Funneling user data to any company that will pay has put activists and protesters standing in support of social causes at risk. It was specifically stated that Geofeedia information was used by police to monitor protests in Oakland and Baltimore. However, Geofeedia isn't the only surveillance company gorging law enforcement agencies with information; according to Mashable Media Sonar, a self-proclaimed social media intelligence solution, has marketed their services to Fresno Police Department. In an unrelated report by the ACLU in December 2015, it is said that Media Sonar suggested that police could use their service to screen for sensitive hashtags, like #BlackLivesMatter, #ImUnarmed, #PoliceBrutality, #ItsTimeforChange and #DontShoot. In the same vein, the ACLU found that Fresno police were utilising another social media monitoring software called Beware. The software automatically runs addresses as an officer is en-route, cross-checking names with public data and designating the person with a color-coded threat level. Exactly how the software determines the threat level of a person has not been made public by Intrado, the company behind Beware. 

ACLU NorCal Blog
There are countless examples of police inappropriately monitoring social chatter, as documented on the ACLU blog. Regardless of whether the data is used to unfairly combat or sabotage protests or target a certain group or creed of person, it's a violation.

All those harmless tweets in which you expressed your opinion in the hopes of prompting a public debate may have been looked over by the police, potentially landing you on a watch list. After requesting records from 63 police departments, sheriffs, and district attorneys in California, the ACLU has discovered that 40% of the agencies have opted into social networking surveillance tools. To make matters worse, the use of such software is not included in any official document, public notice, nor has it been put to a vote in either community or lawmaker forums. There are no limits or guidelines for use of such a terribly powerful tool. What horrifying reality do we live in where police are able to monitor your social media presence?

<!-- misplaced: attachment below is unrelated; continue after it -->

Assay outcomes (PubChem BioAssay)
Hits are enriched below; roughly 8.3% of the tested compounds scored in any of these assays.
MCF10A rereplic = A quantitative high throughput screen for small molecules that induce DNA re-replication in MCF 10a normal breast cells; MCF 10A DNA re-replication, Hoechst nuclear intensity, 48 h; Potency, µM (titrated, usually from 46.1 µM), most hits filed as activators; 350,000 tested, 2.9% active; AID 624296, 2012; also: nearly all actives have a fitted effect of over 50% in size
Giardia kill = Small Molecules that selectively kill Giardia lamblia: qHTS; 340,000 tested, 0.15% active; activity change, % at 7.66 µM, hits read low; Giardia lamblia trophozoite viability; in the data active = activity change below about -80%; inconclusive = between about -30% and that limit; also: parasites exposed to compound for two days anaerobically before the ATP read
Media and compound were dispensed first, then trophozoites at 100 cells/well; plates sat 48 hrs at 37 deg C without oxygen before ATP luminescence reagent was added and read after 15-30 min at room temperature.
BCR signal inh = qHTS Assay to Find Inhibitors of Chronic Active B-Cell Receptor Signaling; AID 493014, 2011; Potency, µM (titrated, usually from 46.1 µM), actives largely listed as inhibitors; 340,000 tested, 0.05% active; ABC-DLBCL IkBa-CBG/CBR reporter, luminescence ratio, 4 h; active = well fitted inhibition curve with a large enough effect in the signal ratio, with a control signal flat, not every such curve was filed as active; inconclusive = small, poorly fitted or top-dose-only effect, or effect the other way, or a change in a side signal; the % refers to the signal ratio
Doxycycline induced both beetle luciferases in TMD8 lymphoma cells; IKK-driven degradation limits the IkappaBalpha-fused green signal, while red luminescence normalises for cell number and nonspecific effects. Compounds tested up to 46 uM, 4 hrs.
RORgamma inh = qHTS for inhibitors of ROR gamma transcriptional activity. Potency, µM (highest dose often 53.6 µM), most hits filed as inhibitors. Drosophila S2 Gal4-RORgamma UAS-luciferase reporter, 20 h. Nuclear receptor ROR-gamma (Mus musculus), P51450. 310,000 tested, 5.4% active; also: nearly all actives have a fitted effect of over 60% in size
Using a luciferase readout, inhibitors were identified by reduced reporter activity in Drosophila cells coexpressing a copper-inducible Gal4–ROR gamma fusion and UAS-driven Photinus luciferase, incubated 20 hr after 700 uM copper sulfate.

And Now, We Wait

Freedom of speech is a beautiful thing. It runs absolutely rampant on the internet, seemingly consequence-free. A little wiser today, we see that this is not the case. Saying something nasty on a social outlet can plant you squarely in a surveillance database since certain words, phrases, hashtags, or locations are now screened for. The very social platforms on which founders encourage expression have failed to hold true to their values. Fault lies not with the platforms or the founders themselves, but in the severe lack of anti-surveillance policies. Facebook and Instagram have nothing in place to prevent their data from being used in surveillance, whereas Twitter has a rule prohibiting the sale of user data for surveillance in addition to a Developer Policy prohibiting the use of user data "to investigate, track or surveil Twitter users." 

As a solution to this sticky situation, the ACLU has proposed that social networks instate baseline rules:

  • No data access for developers of surveillance tools. 
  • Clear, public & transparent policies to guard against developers desiring to use data for surveillance. 
  • Oversight of developers, of the human and automated variety, in which policy violations are scouted for. 


Californians are taking matters into their own hands by proposing laws against social networking surveillance. People are being mobilized to put an end to the unrepentant scrutiny and potential discrimination. Will you join the cause?



Jacqui Litvan, wielding a bachelor's degree in English, strives to create a world of fantasy amidst the ever-changing landscape of military life. Attempting to become a writer, she fuels herself with coffee (working as a barista) and music (spending free time as a raver). Follow her @Songbird_Jacqui


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Geofeedia No Longer Welcome to Twitter, Instagram, and Facebook's Data Reviewed by Jacqueline Litvan on Wednesday, October 19, 2016 Rating: 5